Alexi Lalas joined First Division newcomer Padova in 1994 and became the first American to play in the Italian Serie A. He soon became the first American to score in the Serie A and ultimately he helped Padova beat the odds to maintain its top-tier standing.
But the second season went poorly for the red-haired defender from Michigan. Lalas hasn't played since Nov. 26.
So the final milestone of Lalas' Italian adventure comes Feb. 26, the day Lalas returns to the United States, where he will join MLS team New England Revolution. "I would have loved to have ended it by scoring 20 goals and riding off into the sunset," Lalas said, "but I'm proud of everything I've done here. I'm proud of every day I've been here.
"I'm a better soccer player now and the experience has also made me a better person. It's an experience I'll have with me for the rest of my life."
As Lalas leaves, Padova sits in the relegation zone. After surviving last season by winning a penalty-kick shootout in a playoff with Genoa, the small club sold three starters. Their inexperienced replacements floundered.
"Then they're surprised when things go bad, and they look at the foreigner," said Lalas, who played in 33 of 34 games during the 1994-95 season. "The good thing is the amount of support I've gotten from the fans, teammates and press. `Why isn't he playing,' is what they ask. Basically, this is all about one person's [coach Mauro Sandreani] opinion."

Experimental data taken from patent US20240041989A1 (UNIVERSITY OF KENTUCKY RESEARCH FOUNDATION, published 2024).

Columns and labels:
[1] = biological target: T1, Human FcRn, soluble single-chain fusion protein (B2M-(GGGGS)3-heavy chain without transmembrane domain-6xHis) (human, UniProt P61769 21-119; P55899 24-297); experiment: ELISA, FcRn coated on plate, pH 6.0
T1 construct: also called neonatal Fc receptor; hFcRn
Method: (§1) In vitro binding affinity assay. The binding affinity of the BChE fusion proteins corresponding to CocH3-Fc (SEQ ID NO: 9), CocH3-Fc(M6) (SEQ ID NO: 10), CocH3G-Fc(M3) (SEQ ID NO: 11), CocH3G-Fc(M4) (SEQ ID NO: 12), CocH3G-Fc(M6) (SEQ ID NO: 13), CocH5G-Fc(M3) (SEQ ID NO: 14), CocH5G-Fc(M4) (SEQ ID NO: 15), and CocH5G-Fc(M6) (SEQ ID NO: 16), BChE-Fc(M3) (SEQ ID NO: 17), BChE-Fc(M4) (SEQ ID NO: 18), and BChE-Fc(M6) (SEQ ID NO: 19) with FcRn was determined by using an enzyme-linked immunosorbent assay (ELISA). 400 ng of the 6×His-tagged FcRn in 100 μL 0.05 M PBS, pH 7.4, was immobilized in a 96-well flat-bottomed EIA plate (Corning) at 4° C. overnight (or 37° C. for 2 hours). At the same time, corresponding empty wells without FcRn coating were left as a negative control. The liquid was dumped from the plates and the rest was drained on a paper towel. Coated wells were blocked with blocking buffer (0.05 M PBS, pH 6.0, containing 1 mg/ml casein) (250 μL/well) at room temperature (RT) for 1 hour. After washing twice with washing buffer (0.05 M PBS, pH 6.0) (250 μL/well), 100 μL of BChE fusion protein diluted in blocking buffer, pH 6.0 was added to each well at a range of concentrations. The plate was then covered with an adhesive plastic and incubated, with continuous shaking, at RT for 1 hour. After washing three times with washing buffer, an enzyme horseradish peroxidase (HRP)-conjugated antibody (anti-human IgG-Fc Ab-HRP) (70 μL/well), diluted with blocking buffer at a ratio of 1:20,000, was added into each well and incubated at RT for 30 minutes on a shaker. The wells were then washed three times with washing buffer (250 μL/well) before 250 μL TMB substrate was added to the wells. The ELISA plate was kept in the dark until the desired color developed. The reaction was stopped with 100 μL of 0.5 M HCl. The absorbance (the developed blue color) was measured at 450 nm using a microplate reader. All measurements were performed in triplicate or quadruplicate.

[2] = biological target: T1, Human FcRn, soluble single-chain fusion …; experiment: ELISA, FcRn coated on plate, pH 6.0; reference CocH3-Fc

When Lalas was benched, Padova was in last place with only one win and two ties in 11 games. Since then, Padova has played .500 ball to move into a tie for 15th place in the 18-team league, only three points out of the relegation zone.
Sandreani has chosen to go with the club's other foreigners -- a pair of Dutchmen, Michel Kreek and Leonard Van Utrecht, and Croatian striker Zoran Vlaovic.
Lalas, who played all four Gold Cup games with the U.S. to up his cap total to 67, says that at least the lack of playing time has given him some rest. Padova wanted him to stay until the season's end, but Lalas wanted to join the Revolution as soon as possible.
"This part of my adventure is over," Lalas said. "Now I'm embarking on a new adventure, it just happens to be in my own country."
-- Mike Woitalla